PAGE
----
camperdown elm is providing an explosion of flavors, textures, spices, and bold new dishes that create an experience that is anything but familiar. it’s intriguing, it’s ambitious, it’s bold and oh-so-good for the soul. like both your first and last lover.
head chef Brad Willits hails from indian river, florida and thus inevitably concentrates on a seafood-centric menu, and my distinctively-curated virginia palate recognized and celebrated so many below-the-mason-dixon-line flavors. my favorite among a standout crowd of appetizers was the country ham on corn gunny cakes with a blueberry jam adhesive. its taste was gave me the feeling of the one kid from a small town who goes to college and comes back for christmas break for the first time. recognizable, familiar, but in a different package and one that every one in town wants a piece of.
the mood and atmosphere felt celebratory and charged. “we open tomorrow,” the bartender told me, eyes alight as she poured me another glass of sparkling.
the next course were fresh, briney oysters with a muffled-tropical minionette of pickled kiwi; the seasonal and subdued sweetness perfectly washed down the salty bivalves. next, a crisp squid ink rice cracker floated by, topped with a light mackeral pate, neither of which was overbearing; suspiciously un-fishy. then, small grilled cucumber slices wearing fancy ikura hats came along… and top of the evening to you dear sir! i said, eating it before any response was to be heard. finally a bold ending to the appetizer parade, a bundle of fried muffins with house made butter that reminded me of hush puppies in the loudest of ways.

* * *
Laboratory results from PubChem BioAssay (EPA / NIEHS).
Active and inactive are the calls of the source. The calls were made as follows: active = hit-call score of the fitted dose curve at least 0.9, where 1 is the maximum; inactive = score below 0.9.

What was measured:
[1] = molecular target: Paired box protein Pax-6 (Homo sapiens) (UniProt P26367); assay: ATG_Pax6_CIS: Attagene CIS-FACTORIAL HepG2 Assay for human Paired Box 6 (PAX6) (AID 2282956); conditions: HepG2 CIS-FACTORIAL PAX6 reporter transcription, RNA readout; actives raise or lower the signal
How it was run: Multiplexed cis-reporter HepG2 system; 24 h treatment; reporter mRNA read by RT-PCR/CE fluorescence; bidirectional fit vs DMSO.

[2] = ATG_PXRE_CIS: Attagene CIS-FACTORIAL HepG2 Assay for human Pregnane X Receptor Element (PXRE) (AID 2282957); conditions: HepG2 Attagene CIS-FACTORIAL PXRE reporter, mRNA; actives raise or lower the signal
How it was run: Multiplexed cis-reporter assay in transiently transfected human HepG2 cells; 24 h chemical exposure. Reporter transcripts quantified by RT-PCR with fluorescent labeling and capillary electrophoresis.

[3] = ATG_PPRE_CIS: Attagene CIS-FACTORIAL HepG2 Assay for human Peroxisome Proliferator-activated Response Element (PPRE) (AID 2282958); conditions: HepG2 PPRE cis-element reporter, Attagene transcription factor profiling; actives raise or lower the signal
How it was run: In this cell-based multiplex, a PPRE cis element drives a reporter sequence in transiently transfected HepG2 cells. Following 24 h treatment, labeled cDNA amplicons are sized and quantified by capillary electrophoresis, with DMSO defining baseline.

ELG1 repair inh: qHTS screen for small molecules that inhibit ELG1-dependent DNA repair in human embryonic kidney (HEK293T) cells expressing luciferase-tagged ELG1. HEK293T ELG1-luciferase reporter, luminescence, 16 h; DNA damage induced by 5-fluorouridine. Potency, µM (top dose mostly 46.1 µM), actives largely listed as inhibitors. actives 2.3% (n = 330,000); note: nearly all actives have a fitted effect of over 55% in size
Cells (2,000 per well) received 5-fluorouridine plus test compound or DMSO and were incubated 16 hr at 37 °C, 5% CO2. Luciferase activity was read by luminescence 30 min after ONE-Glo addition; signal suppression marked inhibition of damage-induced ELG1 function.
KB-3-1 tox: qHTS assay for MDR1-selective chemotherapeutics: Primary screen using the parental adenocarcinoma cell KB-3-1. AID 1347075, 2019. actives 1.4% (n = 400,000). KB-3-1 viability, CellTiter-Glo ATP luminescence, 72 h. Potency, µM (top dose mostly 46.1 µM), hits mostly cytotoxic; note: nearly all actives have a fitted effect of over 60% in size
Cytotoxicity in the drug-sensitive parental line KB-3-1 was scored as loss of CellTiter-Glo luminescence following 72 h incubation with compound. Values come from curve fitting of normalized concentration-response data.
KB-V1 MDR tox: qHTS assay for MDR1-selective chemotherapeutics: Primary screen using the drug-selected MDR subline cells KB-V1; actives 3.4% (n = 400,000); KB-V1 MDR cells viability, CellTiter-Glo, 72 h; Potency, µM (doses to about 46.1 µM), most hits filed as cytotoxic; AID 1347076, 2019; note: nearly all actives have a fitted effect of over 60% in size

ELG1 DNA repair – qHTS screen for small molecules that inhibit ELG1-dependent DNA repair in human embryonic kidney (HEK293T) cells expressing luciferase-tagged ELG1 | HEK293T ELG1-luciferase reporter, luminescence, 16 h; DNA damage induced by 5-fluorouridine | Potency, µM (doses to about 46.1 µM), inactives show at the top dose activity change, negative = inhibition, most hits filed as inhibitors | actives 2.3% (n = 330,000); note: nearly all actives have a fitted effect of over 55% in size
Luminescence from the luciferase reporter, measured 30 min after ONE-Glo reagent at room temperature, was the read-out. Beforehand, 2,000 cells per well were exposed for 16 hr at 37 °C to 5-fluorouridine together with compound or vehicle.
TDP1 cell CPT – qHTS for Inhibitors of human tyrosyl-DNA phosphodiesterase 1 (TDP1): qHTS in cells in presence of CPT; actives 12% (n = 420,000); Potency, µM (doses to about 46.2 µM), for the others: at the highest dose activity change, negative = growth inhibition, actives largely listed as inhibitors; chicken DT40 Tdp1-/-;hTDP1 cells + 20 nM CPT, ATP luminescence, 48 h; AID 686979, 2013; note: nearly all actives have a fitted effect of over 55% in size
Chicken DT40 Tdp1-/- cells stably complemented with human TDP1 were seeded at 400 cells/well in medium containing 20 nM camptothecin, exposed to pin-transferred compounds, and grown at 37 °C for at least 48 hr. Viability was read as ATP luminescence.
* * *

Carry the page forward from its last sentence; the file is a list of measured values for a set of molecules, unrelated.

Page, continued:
the wine list, curated by nacho monclus from Spain is spanish-centric which is oh so perfect for this little hispanophile. my glass stayed full of dry, expressive cava for the appetizers and switched to an endless, filterless, raw, biodynamic red from Andalusia, which was pasisonate and alive for the stellar main courses.